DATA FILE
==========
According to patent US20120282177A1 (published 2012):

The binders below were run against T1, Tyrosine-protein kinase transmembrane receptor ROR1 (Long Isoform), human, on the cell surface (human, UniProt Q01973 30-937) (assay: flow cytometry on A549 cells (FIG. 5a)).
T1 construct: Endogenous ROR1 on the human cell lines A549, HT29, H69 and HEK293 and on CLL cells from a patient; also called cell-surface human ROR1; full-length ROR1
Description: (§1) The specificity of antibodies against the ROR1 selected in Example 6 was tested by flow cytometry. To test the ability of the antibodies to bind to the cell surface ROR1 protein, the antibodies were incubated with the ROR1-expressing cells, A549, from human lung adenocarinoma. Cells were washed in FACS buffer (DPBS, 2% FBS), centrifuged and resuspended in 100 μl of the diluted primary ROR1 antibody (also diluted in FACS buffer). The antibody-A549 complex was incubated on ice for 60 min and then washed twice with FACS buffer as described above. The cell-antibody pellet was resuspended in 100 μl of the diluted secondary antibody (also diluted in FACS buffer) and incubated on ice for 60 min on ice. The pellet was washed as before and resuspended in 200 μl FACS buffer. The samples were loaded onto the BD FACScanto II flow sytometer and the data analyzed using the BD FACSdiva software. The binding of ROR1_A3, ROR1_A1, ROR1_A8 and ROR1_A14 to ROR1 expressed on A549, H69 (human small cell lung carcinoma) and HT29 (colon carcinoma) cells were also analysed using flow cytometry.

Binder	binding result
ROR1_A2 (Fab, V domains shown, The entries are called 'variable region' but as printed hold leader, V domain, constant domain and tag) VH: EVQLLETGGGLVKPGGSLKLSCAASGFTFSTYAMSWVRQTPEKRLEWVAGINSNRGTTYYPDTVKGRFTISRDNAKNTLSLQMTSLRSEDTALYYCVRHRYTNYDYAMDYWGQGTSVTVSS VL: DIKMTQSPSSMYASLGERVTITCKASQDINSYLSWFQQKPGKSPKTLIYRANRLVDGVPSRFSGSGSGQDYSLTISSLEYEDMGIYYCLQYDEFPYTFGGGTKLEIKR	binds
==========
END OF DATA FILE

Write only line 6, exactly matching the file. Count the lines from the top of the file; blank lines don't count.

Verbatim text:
ROR1_A2 (Fab, V domains shown, The entries are called 'variable region' but as printed hold leader, V domain, constant domain and tag) VH: EVQLLETGGGLVKPGGSLKLSCAASGFTFSTYAMSWVRQTPEKRLEWVAGINSNRGTTYYPDTVKGRFTISRDNAKNTLSLQMTSLRSEDTALYYCVRHRYTNYDYAMDYWGQGTSVTVSS VL: DIKMTQSPSSMYASLGERVTITCKASQDINSYLSWFQQKPGKSPKTLIYRANRLVDGVPSRFSGSGSGQDYSLTISSLEYEDMGIYYCLQYDEFPYTFGGGTKLEIKR	binds